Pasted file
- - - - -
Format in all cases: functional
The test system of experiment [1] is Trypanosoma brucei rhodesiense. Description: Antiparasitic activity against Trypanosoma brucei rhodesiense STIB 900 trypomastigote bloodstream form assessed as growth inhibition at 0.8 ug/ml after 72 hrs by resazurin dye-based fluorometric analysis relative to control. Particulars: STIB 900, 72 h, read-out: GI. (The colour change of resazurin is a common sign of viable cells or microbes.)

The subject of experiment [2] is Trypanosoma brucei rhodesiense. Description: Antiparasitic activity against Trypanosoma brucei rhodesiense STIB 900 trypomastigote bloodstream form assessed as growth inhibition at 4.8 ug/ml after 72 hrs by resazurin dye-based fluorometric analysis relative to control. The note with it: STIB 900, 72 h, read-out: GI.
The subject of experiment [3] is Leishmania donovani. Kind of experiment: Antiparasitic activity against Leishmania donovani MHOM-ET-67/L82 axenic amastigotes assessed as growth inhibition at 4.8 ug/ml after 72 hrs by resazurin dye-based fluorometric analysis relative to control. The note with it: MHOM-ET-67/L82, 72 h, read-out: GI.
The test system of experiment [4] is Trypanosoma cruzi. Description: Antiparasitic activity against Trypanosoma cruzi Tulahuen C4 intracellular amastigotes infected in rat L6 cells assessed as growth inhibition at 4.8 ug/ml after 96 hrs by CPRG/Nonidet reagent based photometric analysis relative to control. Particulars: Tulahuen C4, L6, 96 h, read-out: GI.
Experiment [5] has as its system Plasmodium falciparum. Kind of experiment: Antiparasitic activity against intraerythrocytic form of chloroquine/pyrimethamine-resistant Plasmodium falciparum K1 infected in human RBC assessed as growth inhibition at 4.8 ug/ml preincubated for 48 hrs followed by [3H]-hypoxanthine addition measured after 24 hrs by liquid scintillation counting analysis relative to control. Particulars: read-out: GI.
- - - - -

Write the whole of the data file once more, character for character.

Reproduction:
Format in all cases: functional
The test system of experiment [1] is Trypanosoma brucei rhodesiense. Description: Antiparasitic activity against Trypanosoma brucei rhodesiense STIB 900 trypomastigote bloodstream form assessed as growth inhibition at 0.8 ug/ml after 72 hrs by resazurin dye-based fluorometric analysis relative to control. Particulars: STIB 900, 72 h, read-out: GI. (The colour change of resazurin is a common sign of viable cells or microbes.)

The subject of experiment [2] is Trypanosoma brucei rhodesiense. Description: Antiparasitic activity against Trypanosoma brucei rhodesiense STIB 900 trypomastigote bloodstream form assessed as growth inhibition at 4.8 ug/ml after 72 hrs by resazurin dye-based fluorometric analysis relative to control. The note with it: STIB 900, 72 h, read-out: GI.
The subject of experiment [3] is Leishmania donovani. Kind of experiment: Antiparasitic activity against Leishmania donovani MHOM-ET-67/L82 axenic amastigotes assessed as growth inhibition at 4.8 ug/ml after 72 hrs by resazurin dye-based fluorometric analysis relative to control. The note with it: MHOM-ET-67/L82, 72 h, read-out: GI.
The test system of experiment [4] is Trypanosoma cruzi. Description: Antiparasitic activity against Trypanosoma cruzi Tulahuen C4 intracellular amastigotes infected in rat L6 cells assessed as growth inhibition at 4.8 ug/ml after 96 hrs by CPRG/Nonidet reagent based photometric analysis relative to control. Particulars: Tulahuen C4, L6, 96 h, read-out: GI.
Experiment [5] has as its system Plasmodium falciparum. Kind of experiment: Antiparasitic activity against intraerythrocytic form of chloroquine/pyrimethamine-resistant Plasmodium falciparum K1 infected in human RBC assessed as growth inhibition at 4.8 ug/ml preincubated for 48 hrs followed by [3H]-hypoxanthine addition measured after 24 hrs by liquid scintillation counting analysis relative to control. Particulars: read-out: GI.